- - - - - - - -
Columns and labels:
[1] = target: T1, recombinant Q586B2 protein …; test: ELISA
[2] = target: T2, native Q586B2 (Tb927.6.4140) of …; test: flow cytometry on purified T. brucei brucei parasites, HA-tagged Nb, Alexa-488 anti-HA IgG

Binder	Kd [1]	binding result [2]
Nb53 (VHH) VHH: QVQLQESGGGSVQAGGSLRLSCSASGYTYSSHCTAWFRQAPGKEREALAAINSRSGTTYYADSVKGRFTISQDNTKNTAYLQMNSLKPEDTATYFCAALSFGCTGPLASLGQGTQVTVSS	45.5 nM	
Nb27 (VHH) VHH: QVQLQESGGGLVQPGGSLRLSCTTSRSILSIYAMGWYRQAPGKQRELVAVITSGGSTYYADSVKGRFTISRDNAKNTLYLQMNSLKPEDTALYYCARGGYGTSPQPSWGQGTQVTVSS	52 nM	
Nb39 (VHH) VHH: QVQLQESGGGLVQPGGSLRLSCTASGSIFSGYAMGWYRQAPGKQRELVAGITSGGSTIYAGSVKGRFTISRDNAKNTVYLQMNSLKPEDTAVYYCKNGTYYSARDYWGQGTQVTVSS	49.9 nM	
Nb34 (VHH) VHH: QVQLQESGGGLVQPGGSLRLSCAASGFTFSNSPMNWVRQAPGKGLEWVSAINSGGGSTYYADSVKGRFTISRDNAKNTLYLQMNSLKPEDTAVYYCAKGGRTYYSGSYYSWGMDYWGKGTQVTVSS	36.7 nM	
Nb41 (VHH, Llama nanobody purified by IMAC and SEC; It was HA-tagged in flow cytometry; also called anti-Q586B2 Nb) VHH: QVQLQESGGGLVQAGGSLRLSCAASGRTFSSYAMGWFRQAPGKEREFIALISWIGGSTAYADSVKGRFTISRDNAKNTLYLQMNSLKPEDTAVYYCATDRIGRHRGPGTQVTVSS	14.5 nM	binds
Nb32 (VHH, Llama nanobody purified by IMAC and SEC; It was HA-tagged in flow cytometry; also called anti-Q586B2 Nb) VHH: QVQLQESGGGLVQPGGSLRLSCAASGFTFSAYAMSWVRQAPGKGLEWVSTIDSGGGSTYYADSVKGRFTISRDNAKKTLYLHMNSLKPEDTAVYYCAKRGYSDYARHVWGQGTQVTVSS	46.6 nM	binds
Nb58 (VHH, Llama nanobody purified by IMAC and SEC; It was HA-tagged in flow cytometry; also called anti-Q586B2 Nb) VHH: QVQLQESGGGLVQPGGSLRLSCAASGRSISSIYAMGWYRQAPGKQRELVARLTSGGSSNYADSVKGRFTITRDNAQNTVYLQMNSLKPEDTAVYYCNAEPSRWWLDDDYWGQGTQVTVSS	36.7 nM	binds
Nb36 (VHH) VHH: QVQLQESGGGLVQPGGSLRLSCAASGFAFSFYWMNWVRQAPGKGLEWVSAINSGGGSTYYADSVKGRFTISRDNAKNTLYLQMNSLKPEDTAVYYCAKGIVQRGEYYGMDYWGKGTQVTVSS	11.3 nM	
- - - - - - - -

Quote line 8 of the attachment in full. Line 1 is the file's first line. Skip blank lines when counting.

Nb34 (VHH) VHH: QVQLQESGGGLVQPGGSLRLSCAASGFTFSNSPMNWVRQAPGKGLEWVSAINSGGGSTYYADSVKGRFTISRDNAKNTLYLQMNSLKPEDTAVYYCAKGGRTYYSGSYYSWGMDYWGKGTQVTVSS	36.7 nM	